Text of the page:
Education: Nobody's word is final

The language of Shakespeare and Milton is alive and well ... and changing all the time. Teachers should be prepared to separate useful grammar from museum pieces, says Godfrey Howard
Click to follow
The Independent Online
The Education Secretary and her Opposition shadow bang the drum about standards in English. But neither of them tells us what they mean by good English. In the two years I was compiling The Macmillan Good English Handbook there was conflicting advice from a panel of experienced writers, editors, broadcasters and other dedicated users of English. It became clear that Standard English should be written standard English, with a small s, to avoid any suggestion of absolute authority, since such authority does not exist. The linguistic goal posts are moving all the time.

What kind of English does the Education Secretary and her shadow want teachers to teach? If it is the English they learnt at school 20, 30, 40 or more years ago, here is a warning from William Safire, who writes a column on language for The New York Times: "... if sticking grimly to the rules of grammar makes you sound like a pompous pedant, you are a pompous pedant!"

Not that changes are always for the better, for distinctions of meaning and points of style are sometimes lost on the way. Yet English remains as forceful and flexible as it was for Shakespeare and Milton, Eliot and Graham Greene.

The language is alive and well and we need to be in touch with the mainstream of its development. Teaching English, and using English for that matter, requires balance and good sense in separating valid and useful grammar from grammatical museum pieces.

Educationists are agreed that English is the most important subject in the curriculum. It is also the most contentious. Although it is as basic as mother's milk, we have never argued so much as we do now about the language we use every day of our lives. My panel of informed users of English constantly demonstrated that the language has to be negotiated rather than confronted. There is much more freedom now in the way we can use English, but a language cannot survive without order. Good writers respect the language and at the same time respond to the way it is changing. They walk the tightrope between traditional usage and what is out of touch with both language and society on the brink of the new millennium.

For we do have to take into account social attitudes towards language. English is loaded with prejudices, and dictionaries have been forced to include new linguistic labels, such as offens. (short for offensive) or derog. (short for derogatory). There is a feeling that we can change underlying injustices by changing the words that reflect them. It certainly seems a step in the right direction to avoid words that disparage, even unintentionally, women, blacks, Jews, gays ... But how far should we teach linguistic political correctness? Policing the language to avoid offending anyone would leave us with a kind of Orwellian newspeak, toeing the party line and saying nothing.

Political correctness even moves in on grammar. Words such as everybody, nobody, someone are clearly singular ("everybody is..."). Such words were traditionally followed by he or his ("Nobody has taken his seat yet."). The assumption that he, his, him automatically includes women is considered sexist. But there is no third-person unisex singular pronoun in English. We can wear our readers out by writing he or she all the time (varying it out of fairness with she or he!). Or we can see as the way ahead using they, them, their as unisex singular pronouns ("nobody has taken their seat yet").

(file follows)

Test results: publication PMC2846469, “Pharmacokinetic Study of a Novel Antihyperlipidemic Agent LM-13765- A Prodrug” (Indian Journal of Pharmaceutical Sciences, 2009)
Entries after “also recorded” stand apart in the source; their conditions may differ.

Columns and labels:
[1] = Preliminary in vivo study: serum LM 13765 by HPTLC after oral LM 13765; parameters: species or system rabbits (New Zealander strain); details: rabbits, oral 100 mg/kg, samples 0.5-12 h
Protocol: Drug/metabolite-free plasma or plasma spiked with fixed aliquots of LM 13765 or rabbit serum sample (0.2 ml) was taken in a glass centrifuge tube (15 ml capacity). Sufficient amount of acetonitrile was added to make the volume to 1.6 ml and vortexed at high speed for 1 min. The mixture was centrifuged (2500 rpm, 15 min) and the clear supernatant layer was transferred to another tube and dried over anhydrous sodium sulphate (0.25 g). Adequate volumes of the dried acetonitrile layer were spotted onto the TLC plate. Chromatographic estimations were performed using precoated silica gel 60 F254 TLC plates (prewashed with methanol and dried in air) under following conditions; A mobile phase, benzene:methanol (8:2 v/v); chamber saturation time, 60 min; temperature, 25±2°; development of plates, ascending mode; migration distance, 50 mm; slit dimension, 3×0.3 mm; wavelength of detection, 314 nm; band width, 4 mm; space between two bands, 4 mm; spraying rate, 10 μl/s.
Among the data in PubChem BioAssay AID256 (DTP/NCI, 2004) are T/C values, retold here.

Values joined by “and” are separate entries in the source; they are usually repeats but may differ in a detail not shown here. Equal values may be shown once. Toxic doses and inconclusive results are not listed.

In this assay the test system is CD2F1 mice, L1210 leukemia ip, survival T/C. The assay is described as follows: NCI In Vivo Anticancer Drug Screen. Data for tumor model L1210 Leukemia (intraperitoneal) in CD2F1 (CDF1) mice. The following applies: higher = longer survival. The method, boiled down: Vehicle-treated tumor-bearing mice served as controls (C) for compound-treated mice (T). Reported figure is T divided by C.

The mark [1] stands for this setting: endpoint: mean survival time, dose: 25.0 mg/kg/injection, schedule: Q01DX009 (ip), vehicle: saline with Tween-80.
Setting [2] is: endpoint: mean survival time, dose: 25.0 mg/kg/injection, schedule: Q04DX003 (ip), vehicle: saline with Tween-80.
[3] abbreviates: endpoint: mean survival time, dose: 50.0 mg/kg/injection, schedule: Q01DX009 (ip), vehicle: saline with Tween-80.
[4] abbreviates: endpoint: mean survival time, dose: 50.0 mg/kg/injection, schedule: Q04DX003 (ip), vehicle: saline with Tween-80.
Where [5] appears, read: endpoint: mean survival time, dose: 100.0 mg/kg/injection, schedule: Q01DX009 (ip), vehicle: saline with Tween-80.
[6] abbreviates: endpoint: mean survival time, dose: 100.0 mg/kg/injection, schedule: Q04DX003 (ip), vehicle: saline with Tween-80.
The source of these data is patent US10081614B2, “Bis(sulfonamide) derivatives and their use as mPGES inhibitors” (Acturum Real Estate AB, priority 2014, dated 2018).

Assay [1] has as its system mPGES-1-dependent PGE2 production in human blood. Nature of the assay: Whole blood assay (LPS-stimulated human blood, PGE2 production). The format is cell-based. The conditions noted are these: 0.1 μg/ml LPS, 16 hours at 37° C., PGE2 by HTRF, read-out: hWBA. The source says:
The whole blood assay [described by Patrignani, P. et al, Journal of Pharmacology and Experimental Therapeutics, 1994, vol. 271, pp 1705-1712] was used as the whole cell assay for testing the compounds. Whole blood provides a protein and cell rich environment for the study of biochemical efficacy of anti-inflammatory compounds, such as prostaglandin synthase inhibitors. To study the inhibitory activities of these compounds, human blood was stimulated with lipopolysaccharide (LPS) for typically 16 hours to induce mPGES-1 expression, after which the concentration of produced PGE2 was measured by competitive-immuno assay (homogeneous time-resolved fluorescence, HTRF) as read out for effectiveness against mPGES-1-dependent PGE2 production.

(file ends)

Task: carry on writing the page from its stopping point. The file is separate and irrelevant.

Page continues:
Some people shake their heads angrily over this elastic attitude towards singular and plural. Not that there is anything new about it. In the 19th century, Thackeray was writing "Nobody prevents you, do they?" and Shaw remarked characteristically: "Nobody would ever marry if they thought it over."

We are told it is ageism to call someone old: old people are elderly. We can have an old car, old wine, old friends, old habits, etc, but people are not supposed to be old any more. Perhaps old-age pensioners do prefer the dignity of senior citizens, since OAP seems to write them off. On the other hand, a letter to The Independent objected to this namby-pamby: "Don't call me a senior citizen," it said. "Just call me a little old lady."

There is also inverted ageism. Some dictionaries have noted that feminists consider the word girl can be sexist. A few years ago this was a typical definition: "woman working in office, shop, factory, etc, woman secretary or other assistant". Some recent dictionaries are more sensitive and use definitions such as "a female child" "a young unmarried woman", adding that girl for an older woman is "informal". There are people who argue that we would not call a man over 18 a boy, so why call a woman a girl, with its implication of immaturity and lack of importance?

In the end, whose language is it anyway? Ever since it was brought to these shores as an obscure dialect, by Germanic tribes in the fifth century, English has been shaped and developed by everyone who uses it, not just by the great and the good, perhaps even less by Secretaries of State for Education.

Nor do dictionaries have any rights over the language. Of course we should be lost without them, for they chart the vast wilderness of words in which we wander all our lives. But dictionaries reflect the opinions of their editors, which is why entries can vary from one dictionary to another. Editors' decisions are invaluable as guidance, but are not always final, and may be out of date. There are times when we - not our dictionary - should havethe last word.

The author is a writer, lecturer and broadcaster. 'The Macmillan Good English Handbook' is published tomorrow in hardback at pounds 9.99.

Comments